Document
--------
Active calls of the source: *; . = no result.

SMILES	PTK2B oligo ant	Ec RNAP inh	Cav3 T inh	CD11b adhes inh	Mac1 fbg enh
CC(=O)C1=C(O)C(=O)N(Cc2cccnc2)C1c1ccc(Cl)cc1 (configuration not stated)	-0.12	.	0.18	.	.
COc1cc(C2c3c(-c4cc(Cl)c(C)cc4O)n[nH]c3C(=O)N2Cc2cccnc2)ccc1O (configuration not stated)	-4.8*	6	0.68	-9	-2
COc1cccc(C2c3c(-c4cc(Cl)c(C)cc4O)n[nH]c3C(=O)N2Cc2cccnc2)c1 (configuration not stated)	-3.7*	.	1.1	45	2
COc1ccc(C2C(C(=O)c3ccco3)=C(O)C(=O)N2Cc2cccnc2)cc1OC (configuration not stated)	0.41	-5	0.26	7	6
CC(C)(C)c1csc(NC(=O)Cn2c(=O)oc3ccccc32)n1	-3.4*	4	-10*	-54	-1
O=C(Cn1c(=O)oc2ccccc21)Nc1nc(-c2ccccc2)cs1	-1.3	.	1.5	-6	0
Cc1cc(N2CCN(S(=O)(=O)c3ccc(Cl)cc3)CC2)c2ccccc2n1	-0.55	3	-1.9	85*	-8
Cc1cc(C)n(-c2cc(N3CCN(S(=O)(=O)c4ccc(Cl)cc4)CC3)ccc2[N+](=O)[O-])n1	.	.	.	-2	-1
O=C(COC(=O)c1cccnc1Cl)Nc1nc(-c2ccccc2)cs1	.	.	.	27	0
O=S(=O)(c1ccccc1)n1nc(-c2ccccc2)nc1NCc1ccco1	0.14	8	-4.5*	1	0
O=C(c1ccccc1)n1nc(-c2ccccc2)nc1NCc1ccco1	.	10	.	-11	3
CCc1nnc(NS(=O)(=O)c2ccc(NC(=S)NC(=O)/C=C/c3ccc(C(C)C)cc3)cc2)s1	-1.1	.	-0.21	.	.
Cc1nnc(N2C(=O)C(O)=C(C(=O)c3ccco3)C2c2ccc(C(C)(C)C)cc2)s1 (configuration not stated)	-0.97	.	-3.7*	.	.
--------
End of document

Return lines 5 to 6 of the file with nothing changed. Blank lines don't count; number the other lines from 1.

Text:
COc1cccc(C2c3c(-c4cc(Cl)c(C)cc4O)n[nH]c3C(=O)N2Cc2cccnc2)c1 (configuration not stated)	-3.7*	.	1.1	45	2
COc1ccc(C2C(C(=O)c3ccco3)=C(O)C(=O)N2Cc2cccnc2)cc1OC (configuration not stated)	0.41	-5	0.26	7	6